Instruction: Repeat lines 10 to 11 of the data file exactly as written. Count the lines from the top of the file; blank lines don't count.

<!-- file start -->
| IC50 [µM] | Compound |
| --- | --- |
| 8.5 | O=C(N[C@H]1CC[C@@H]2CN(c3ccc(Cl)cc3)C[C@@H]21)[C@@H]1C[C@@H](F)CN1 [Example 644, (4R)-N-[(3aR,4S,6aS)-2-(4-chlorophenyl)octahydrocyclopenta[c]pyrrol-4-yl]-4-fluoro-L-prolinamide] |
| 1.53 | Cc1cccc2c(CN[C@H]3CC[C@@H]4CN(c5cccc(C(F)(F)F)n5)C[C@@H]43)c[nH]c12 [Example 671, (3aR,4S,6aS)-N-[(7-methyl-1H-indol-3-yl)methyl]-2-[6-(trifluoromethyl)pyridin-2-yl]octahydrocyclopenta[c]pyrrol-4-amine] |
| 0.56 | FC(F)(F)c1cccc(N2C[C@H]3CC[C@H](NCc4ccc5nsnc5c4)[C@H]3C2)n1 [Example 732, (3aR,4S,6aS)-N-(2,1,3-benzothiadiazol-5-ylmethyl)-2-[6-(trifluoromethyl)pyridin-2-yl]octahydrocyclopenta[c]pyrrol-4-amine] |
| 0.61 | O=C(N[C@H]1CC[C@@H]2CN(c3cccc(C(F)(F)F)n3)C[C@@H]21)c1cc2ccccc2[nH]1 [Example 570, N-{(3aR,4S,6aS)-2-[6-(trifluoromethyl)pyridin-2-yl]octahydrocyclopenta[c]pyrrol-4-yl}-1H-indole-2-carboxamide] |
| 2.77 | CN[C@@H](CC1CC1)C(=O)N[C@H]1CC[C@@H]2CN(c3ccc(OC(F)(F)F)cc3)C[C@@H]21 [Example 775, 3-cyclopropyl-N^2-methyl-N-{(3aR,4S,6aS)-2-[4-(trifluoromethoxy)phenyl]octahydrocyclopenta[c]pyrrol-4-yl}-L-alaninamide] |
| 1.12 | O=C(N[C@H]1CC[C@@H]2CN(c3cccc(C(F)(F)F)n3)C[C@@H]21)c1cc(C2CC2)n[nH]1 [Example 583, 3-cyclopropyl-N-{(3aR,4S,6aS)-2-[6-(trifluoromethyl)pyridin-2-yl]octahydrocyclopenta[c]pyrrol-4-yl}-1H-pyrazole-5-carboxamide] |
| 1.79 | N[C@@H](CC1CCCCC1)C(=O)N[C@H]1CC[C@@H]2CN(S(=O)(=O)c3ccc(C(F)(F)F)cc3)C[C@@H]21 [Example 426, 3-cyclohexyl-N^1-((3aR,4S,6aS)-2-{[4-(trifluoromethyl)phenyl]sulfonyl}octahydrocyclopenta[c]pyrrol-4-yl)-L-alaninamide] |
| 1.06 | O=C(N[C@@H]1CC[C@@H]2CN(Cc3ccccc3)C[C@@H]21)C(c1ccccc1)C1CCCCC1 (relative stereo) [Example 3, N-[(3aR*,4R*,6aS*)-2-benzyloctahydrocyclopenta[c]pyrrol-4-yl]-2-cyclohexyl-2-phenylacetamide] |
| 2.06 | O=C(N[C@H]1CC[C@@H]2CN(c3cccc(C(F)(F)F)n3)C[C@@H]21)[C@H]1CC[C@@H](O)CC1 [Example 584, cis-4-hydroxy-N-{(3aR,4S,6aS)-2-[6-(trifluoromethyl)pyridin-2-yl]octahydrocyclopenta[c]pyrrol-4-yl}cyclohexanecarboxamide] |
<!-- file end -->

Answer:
| 1.06 | O=C(N[C@@H]1CC[C@@H]2CN(Cc3ccccc3)C[C@@H]21)C(c1ccccc1)C1CCCCC1 (relative stereo) [Example 3, N-[(3aR*,4R*,6aS*)-2-benzyloctahydrocyclopenta[c]pyrrol-4-yl]-2-cyclohexyl-2-phenylacetamide] |
| 2.06 | O=C(N[C@H]1CC[C@@H]2CN(c3cccc(C(F)(F)F)n3)C[C@@H]21)[C@H]1CC[C@@H](O)CC1 [Example 584, cis-4-hydroxy-N-{(3aR,4S,6aS)-2-[6-(trifluoromethyl)pyridin-2-yl]octahydrocyclopenta[c]pyrrol-4-yl}cyclohexanecarboxamide] |